Bitcoin plunges more than 11 percent as December rout continues to drag down cryptocurrencies
- As of Asia's afternoon trade, Bitcoin had fallen more than 11 percent against the U.S. dollar in 24 hours, according to Coindesk.
- The moves came following a plunge in the price of bitcoin on Dec. 1.
Bitcoin fell more than 11 percent against the U.S. dollar in 24 hours by Friday afternoon during Asian hours, marking fresh declines for the world's largest cryptocurrency.
It's been a rough December for the digital token: Its price dropped 8 percent on the first day of the month.
Bitcoin traded at $3,367.50 as of 2:30 p.m. HK/SIN (1:30 a.m. ET on Friday), falling 11.32 percent over the last 24 hours, according to data from industry site Coindesk.
Prices of XRP and Ether, the second and third largest cryptocurrencies by market value, plunged in the same 24 hour period. XRP fell 10.16 percent and Ether dropped 15.56 percent, according to Coindesk.
One analyst told CNBC via email that the cryptocurrency market "definitely seems to be suffering."
"The market is in a general bearish trend that doesn't seem to be letting up driven by what seems to be a general negative sentiment towards crypto," said Zennon Kapron, director at financial technology consultancy Kapronasia. "As the market is heavily retail driven, it's very much at the mercy of group sentiment which causes huge swings."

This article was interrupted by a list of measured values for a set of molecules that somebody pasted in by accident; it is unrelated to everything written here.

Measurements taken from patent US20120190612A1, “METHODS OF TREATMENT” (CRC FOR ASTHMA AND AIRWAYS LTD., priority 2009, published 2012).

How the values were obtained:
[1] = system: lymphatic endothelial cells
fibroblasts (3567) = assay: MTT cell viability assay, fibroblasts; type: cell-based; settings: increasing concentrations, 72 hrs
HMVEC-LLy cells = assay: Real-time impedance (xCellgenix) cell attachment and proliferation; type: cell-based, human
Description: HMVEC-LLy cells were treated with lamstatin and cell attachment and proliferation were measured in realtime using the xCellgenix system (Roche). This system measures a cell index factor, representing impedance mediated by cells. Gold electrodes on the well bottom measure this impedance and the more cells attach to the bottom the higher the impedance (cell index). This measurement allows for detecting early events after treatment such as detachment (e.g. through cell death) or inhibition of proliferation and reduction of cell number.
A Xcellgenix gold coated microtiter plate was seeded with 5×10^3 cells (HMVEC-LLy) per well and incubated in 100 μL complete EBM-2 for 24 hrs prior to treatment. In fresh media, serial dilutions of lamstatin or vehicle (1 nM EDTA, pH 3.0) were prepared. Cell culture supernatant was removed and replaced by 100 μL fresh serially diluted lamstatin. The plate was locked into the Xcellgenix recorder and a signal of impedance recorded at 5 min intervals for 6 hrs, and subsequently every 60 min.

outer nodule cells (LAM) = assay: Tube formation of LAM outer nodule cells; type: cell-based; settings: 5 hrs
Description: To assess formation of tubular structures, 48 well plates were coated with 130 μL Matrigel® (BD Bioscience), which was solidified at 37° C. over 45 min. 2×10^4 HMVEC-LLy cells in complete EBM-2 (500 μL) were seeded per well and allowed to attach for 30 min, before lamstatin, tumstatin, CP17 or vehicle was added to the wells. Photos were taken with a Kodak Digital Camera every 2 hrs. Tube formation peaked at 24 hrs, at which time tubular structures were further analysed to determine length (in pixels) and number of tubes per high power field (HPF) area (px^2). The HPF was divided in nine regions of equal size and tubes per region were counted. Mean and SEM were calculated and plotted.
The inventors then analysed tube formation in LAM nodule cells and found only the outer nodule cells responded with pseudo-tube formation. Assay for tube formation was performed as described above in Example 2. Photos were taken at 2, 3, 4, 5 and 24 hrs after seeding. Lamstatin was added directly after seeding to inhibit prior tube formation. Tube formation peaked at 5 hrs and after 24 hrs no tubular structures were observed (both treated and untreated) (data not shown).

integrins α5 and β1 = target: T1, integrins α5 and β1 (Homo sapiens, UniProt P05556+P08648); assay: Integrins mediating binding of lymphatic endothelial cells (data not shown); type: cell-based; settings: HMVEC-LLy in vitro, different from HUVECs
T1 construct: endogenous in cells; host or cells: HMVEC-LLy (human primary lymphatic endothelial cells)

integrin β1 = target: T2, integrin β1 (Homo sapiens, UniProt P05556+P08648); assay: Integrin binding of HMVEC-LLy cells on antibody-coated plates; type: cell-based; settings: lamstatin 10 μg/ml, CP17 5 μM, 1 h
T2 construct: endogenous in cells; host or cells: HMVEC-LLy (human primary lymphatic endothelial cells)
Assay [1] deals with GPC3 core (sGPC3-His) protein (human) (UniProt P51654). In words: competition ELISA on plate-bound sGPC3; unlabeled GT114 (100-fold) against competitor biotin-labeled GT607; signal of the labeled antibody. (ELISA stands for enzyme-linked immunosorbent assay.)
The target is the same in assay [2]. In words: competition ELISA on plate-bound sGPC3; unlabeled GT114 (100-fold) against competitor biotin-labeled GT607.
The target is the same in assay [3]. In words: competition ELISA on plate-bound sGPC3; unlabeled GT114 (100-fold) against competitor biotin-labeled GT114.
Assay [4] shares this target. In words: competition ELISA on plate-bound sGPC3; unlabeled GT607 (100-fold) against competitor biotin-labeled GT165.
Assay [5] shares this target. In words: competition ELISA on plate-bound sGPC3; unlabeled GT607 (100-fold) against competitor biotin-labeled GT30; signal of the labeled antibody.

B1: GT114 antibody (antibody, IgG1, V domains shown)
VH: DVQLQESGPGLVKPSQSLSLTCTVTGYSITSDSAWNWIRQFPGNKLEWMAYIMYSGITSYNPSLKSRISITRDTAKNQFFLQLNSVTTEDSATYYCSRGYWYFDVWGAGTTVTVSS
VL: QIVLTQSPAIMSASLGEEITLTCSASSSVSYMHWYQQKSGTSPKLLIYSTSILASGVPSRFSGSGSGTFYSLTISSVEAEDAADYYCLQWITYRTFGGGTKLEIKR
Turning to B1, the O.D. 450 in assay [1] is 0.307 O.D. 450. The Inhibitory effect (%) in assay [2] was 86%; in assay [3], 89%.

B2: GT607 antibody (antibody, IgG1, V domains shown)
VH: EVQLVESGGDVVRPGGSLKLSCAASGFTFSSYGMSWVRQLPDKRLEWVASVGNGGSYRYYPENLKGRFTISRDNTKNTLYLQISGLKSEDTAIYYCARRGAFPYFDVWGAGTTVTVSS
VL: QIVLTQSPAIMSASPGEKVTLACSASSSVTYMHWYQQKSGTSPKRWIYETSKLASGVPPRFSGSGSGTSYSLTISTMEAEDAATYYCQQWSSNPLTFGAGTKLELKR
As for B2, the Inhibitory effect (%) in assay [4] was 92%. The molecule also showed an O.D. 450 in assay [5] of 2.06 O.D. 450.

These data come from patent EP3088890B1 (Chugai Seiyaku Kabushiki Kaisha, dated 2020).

"Without any positive drivers in the near future, this could continue well into 2019," he said.
This calendar year has generally been unkind to cryptocurrency prices, with the industry seeing its entire market cap falling almost 86.92 percent from its highs in January, according to data from Coinmarketcap. 24-hour trading volumes have also plunged about 61.63 percent since then.
In recent industry related news, the U.S. Securities and Exchange Commission (SEC) posted an update on Thursday regarding the approval process for a rule change proposal for the allowance of a bitcoin exchange traded fund (ETF).
An ETF is a financial product that tracks the price of an asset and is listed on an exchange. It means that investors don't actually have to buy the underlying asset. ETF's are seen as a way for institutional investors to get into cryptocurrency investing in a safer way than buying bitcoin on a crypto-asset exchange.
The ETF in question is the VanEck SolidX Bitcoin Trust, created in a team up between money management firm VanEck and blockchain company SolidX. The attempt is VanEck's third at creating a bitcoin ETF. In the update, the SEC said it was delaying its decision until Feb. 29, 2018.
"The Commission finds it appropriate to designate a longer period within which to issue an order approving or disapproving the proposed rule change so that it has sufficient time to consider this proposed rule change," Eduardo A. Aleman, assistant secretary in the SEC, said in the release.
The last time the SEC postponed the decision on the VanEck SolidX bitcoin ETF, over $9 billion was wiped off the value of bitcoin.
Meanwhile, lawmakers in the U.S. sought to introduce new rules on Thursday for the cryptocurrency industry aimed at protecting consumers and keeping America ahead in the space.
— CNBC's Arjun Kharpal contributed to this report.